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A SOJOURNER’S VIEW: Can COP26 deal with the issue of the Climate Wall?

27mindaviews sojourners

DAVAO CITY (MindaNews / 2 Nov) – As we go to press, 120 world leaders and 25,000 delegates coming from 200 countries have converged in the Scottish city of Glasgow in the United Kingdom to join in the deliberations of the 2021 Climate Summit – known as the UN Climate Change Conference of the Parties (COP26) – which is scheduled until November 12. Notable absentees are Xi Jinping, China’s leader, and Russia’s Vladimir Putin.

The host, UK Prime Minister Boris Johnson, was quoted in the press as the Conference was set to start that “this is the moment of truth for all countries in the world.” And at the G20 Summit in Rome, no less than Prince Charles told the leaders that when they would have convened at COP26, they could no longer ignore “the despairing voices of the youth of the world!”

In the past three days, since COP26 opened, the major networks have gotten the youth all over the world to voice out what they hope would be achieved at this historical Conference. Greta Thunberg, the 16-year-old Swedish environmental advocate has arrived in Glasgow, along with thousands of other ordinary Europeans, some of whom walked for days to reach this city in order to express their expectations of what decisions should be made.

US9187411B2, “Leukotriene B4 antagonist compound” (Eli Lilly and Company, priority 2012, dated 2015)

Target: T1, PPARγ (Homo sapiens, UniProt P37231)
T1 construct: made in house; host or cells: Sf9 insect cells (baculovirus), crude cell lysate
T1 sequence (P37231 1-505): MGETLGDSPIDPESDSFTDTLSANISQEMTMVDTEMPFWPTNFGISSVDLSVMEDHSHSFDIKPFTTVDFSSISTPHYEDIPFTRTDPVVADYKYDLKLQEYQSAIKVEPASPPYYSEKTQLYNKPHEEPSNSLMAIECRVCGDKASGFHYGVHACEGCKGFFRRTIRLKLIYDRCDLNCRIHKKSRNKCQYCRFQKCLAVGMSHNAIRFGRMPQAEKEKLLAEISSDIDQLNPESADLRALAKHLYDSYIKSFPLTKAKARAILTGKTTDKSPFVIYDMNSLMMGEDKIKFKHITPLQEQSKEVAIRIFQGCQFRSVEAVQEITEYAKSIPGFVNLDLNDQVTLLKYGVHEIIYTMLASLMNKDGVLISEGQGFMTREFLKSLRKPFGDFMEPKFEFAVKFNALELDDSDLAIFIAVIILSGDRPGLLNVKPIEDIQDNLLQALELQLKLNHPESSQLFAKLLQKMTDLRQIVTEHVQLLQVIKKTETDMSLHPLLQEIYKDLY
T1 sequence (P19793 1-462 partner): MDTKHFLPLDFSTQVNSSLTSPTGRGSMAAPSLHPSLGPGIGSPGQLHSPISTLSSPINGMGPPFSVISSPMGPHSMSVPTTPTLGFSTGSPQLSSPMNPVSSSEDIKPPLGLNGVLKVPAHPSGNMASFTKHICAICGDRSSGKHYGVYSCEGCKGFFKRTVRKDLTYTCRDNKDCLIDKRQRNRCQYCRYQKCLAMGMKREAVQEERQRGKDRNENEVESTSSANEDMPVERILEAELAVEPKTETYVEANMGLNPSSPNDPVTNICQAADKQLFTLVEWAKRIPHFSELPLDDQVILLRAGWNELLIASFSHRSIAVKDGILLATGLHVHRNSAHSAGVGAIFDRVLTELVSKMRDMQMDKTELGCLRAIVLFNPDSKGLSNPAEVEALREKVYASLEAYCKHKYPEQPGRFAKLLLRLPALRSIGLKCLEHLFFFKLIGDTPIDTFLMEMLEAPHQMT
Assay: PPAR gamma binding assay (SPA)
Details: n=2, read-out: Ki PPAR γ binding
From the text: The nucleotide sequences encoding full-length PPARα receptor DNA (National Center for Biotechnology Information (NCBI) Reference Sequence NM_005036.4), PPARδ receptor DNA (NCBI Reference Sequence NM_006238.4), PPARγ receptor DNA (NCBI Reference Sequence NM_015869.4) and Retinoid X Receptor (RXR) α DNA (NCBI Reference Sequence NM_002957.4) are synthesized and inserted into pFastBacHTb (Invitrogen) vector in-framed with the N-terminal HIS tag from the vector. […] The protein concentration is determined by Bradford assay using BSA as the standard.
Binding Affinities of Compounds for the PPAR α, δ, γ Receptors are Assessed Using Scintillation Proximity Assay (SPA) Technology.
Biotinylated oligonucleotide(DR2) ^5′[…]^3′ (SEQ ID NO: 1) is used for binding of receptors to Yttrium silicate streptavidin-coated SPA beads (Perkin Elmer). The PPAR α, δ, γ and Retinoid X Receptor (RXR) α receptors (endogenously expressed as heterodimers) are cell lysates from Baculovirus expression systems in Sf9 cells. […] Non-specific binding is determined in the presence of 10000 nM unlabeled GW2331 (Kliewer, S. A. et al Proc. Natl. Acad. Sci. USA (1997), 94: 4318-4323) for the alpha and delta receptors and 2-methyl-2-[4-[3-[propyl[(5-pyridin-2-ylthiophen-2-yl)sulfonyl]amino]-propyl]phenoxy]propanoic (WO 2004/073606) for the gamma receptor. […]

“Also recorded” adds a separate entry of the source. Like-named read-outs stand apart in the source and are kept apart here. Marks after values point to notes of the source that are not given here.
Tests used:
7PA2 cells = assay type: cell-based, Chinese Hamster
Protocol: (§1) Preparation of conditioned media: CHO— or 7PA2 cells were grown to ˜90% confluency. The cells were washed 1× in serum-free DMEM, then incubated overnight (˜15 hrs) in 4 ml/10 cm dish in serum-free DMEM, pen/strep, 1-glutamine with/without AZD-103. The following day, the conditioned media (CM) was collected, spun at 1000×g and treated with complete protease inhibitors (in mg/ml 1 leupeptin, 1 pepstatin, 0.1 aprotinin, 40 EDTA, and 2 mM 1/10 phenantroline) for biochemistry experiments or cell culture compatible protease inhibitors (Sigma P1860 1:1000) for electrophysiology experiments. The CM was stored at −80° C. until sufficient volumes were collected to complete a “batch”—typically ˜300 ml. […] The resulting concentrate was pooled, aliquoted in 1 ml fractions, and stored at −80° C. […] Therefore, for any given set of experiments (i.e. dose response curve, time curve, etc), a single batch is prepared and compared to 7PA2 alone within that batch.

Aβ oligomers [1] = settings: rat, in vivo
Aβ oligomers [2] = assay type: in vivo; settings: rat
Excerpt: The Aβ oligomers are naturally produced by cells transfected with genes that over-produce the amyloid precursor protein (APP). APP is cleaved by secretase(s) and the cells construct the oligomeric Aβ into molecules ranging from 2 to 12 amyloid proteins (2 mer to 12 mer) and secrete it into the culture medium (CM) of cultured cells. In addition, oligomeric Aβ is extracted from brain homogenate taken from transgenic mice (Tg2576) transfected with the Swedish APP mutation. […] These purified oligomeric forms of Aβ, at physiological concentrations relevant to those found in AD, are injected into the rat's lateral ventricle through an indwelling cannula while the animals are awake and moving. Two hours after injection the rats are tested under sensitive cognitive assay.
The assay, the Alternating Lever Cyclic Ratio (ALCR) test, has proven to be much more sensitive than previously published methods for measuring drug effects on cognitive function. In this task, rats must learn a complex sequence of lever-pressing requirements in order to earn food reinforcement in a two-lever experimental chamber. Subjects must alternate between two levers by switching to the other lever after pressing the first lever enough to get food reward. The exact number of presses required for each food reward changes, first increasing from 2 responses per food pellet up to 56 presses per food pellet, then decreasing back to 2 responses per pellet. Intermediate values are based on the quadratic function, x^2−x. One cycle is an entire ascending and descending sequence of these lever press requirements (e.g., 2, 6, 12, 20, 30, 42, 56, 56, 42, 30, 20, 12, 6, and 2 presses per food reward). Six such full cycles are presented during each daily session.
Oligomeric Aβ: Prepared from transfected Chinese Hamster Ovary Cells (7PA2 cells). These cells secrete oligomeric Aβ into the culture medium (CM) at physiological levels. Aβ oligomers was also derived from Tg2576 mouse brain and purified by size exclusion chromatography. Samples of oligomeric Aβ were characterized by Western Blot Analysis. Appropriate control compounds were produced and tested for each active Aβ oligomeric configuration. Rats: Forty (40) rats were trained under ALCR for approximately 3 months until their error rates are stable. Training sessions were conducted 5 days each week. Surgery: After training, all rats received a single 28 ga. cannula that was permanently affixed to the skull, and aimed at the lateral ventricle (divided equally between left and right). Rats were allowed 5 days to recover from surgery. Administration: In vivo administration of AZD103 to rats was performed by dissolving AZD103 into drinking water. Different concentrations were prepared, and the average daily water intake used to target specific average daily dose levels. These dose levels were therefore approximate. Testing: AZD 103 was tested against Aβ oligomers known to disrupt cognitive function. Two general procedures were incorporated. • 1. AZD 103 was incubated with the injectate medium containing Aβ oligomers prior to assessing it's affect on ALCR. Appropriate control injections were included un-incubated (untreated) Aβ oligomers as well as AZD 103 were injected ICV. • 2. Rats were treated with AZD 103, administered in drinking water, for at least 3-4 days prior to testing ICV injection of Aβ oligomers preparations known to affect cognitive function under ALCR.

The main goal of COP26 is to keep global temperature from rising to no more than 1.5 degrees Celsius. Letting temperatures to go any higher would threaten the survival of the planet and humanity. The scientists and the UN have warned world leaders that unless they manage to work together to reach this goal, the world will face more disasters due to climate change. This summer alone, countries from Africa to Europe to North America suffered droughts, forest fires, hurricanes, floods, landslides and storm surges.

This means that the world’s leaders should exert a lot more political will both in curbing the production of fossil fuels as well as shifting to green ecology in terms of alternatives like solar and air power. The worst polluters of the world – the rich countries of North America, Europe, Russia and China – have been benefitting from fossil fuel production. It is a known fact that seven-eighths of emissions attributed to carbon producers is from use of their products: gasoline, diesel, jet fuel, natural gas, and coal. And one-eighth from extracting, refining, and delivering finished fuels.

Thus the leaders will need to confront the fossil fuel producers. Just the 20 top companies comprising this group collectively produced the fuels that led to 480 billion tonnes of carbon dioxide and methane (GtCO2e) being emitted from 1965 to 2017. This amounts to 35% of all global fossil fuel emissions in that time (1.35 trillion tCO2e). These include: Saudi Aramco (Saudi Arabia), Chevron (USA), Gazprom (Russia), National Iranian Oil Co. (Iran), ExxonMobil (USA), BP (UK), Royal Dutch Shell (The Netherlands), Coal India, PEMEX (Mexico), Petro China, Total SA (France) and BHP Billiton (Australia).